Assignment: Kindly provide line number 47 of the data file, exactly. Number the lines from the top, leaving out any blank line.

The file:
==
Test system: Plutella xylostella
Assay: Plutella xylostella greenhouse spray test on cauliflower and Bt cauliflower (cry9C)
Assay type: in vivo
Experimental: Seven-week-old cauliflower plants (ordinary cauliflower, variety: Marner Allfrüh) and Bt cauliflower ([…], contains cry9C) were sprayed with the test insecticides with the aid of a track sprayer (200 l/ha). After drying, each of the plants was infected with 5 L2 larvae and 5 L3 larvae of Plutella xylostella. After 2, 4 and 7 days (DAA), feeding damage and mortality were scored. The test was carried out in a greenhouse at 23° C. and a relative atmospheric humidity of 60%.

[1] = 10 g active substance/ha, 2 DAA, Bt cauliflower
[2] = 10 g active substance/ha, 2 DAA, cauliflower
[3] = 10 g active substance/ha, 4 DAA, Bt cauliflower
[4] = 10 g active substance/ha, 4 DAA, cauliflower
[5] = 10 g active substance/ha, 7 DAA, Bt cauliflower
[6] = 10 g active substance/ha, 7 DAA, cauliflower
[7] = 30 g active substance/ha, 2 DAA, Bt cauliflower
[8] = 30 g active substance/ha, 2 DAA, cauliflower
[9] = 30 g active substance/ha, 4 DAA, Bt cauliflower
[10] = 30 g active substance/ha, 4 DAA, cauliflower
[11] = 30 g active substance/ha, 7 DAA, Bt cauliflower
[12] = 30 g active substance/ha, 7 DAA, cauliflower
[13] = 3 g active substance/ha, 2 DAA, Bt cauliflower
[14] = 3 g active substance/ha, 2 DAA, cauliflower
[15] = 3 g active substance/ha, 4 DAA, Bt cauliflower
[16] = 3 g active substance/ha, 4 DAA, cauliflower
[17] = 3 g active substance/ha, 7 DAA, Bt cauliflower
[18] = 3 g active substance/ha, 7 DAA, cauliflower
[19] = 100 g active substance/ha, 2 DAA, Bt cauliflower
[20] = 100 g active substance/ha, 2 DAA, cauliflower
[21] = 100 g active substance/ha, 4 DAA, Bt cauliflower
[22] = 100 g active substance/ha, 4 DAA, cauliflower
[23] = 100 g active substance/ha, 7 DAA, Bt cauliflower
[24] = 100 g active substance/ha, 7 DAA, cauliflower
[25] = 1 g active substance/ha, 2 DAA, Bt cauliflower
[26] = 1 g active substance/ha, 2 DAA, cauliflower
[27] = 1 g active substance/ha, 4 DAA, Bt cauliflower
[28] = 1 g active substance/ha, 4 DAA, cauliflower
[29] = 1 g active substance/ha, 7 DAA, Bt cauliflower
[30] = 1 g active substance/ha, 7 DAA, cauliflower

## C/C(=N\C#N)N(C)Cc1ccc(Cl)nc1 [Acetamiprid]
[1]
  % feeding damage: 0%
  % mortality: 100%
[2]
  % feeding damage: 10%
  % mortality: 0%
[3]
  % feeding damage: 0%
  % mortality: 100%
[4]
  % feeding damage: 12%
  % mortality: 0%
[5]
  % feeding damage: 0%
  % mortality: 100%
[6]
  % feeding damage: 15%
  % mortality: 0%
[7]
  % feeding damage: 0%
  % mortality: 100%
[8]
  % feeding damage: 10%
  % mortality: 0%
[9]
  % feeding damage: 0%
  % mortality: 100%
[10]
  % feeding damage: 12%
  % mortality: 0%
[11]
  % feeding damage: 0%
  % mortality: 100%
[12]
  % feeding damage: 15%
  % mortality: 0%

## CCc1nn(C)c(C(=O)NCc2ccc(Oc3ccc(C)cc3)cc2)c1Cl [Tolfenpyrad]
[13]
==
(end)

  % mortality: 0%